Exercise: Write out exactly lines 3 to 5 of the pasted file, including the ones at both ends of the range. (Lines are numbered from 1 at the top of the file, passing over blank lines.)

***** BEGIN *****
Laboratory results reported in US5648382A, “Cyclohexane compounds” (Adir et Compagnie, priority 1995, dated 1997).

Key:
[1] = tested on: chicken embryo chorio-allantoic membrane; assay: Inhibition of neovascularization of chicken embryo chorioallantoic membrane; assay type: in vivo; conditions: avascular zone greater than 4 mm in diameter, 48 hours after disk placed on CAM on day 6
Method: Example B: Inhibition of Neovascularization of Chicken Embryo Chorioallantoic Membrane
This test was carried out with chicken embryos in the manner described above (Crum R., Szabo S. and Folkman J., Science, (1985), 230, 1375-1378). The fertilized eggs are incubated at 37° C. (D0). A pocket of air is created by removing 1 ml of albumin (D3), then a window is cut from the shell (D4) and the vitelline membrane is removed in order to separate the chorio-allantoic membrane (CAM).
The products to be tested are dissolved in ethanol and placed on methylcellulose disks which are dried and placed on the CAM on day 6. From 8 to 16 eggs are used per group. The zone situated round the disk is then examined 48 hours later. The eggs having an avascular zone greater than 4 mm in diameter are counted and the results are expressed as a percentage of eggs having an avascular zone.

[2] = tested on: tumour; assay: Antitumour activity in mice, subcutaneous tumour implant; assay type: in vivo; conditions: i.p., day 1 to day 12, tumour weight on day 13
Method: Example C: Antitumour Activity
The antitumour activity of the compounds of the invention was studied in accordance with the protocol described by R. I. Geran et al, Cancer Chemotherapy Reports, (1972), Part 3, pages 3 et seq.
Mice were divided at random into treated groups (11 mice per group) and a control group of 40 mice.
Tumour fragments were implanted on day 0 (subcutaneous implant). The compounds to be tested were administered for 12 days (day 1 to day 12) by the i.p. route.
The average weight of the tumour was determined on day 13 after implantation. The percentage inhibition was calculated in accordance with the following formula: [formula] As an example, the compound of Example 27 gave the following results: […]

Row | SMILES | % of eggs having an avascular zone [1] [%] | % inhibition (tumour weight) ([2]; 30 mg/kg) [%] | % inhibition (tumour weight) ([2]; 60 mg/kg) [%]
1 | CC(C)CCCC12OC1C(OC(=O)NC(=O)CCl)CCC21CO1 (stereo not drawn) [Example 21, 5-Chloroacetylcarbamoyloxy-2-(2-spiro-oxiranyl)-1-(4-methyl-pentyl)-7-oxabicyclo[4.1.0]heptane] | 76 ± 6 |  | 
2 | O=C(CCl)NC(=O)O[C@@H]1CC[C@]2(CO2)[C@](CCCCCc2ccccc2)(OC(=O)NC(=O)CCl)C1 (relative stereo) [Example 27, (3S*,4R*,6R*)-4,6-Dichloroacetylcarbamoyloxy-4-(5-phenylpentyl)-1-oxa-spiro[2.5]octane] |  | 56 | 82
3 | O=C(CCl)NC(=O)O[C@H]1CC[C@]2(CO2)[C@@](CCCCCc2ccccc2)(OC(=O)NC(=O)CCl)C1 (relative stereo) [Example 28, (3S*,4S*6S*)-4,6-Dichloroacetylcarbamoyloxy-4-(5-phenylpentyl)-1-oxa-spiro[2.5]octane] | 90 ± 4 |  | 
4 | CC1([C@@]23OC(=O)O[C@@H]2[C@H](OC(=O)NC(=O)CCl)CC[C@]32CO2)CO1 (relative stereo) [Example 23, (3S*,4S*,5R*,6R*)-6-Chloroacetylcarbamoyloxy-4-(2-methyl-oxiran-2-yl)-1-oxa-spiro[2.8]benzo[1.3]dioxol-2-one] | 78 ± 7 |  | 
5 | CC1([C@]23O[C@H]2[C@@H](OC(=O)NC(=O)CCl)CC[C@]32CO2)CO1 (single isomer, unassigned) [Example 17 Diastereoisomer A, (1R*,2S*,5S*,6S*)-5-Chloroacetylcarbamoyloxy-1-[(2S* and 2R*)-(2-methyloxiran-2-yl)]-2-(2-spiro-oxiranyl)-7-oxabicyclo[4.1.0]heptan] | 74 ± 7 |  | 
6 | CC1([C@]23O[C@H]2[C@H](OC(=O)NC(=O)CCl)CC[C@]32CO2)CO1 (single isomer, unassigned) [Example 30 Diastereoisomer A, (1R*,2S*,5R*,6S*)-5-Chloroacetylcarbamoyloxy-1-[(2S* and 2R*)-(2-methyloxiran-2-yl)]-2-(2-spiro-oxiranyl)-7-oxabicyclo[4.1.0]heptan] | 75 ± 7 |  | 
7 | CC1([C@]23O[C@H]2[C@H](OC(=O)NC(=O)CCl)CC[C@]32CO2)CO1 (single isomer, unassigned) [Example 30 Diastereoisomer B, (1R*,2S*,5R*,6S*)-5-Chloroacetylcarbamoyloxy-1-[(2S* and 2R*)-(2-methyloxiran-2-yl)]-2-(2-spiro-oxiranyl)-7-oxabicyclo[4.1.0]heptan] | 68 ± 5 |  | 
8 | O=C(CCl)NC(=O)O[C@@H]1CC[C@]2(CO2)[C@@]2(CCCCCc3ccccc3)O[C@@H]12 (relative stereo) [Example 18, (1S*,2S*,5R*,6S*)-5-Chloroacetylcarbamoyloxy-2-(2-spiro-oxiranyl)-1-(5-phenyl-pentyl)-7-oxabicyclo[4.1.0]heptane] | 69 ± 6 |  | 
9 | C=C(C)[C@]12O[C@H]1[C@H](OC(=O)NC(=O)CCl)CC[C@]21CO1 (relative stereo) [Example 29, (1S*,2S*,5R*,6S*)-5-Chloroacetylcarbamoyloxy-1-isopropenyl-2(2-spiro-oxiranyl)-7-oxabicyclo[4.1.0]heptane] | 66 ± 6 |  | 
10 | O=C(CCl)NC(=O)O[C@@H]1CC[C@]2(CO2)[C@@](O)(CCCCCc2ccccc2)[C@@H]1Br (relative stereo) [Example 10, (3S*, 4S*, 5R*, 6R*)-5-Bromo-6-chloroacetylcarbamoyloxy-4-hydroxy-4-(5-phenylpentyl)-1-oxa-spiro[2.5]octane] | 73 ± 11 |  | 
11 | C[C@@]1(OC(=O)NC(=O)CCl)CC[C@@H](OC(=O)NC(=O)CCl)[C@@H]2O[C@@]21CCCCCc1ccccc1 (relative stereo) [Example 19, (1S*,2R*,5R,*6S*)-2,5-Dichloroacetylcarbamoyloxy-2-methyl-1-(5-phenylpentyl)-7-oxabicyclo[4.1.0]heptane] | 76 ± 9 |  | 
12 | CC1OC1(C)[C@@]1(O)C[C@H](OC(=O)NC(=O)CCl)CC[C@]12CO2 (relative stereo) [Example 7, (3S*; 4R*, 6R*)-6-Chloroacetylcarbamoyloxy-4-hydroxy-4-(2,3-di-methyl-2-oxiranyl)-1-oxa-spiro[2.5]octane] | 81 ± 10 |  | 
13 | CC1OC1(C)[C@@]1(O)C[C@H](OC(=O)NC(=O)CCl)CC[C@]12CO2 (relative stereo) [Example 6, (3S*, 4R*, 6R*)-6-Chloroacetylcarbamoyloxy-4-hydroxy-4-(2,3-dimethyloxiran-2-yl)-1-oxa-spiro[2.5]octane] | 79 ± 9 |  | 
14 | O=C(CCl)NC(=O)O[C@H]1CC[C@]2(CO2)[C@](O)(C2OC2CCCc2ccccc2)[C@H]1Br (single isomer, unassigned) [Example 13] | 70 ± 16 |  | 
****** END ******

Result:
[1] = tested on: chicken embryo chorio-allantoic membrane; assay: Inhibition of neovascularization of chicken embryo chorioallantoic membrane; assay type: in vivo; conditions: avascular zone greater than 4 mm in diameter, 48 hours after disk placed on CAM on day 6
Method: Example B: Inhibition of Neovascularization of Chicken Embryo Chorioallantoic Membrane
This test was carried out with chicken embryos in the manner described above (Crum R., Szabo S. and Folkman J., Science, (1985), 230, 1375-1378). The fertilized eggs are incubated at 37° C. (D0). A pocket of air is created by removing 1 ml of albumin (D3), then a window is cut from the shell (D4) and the vitelline membrane is removed in order to separate the chorio-allantoic membrane (CAM).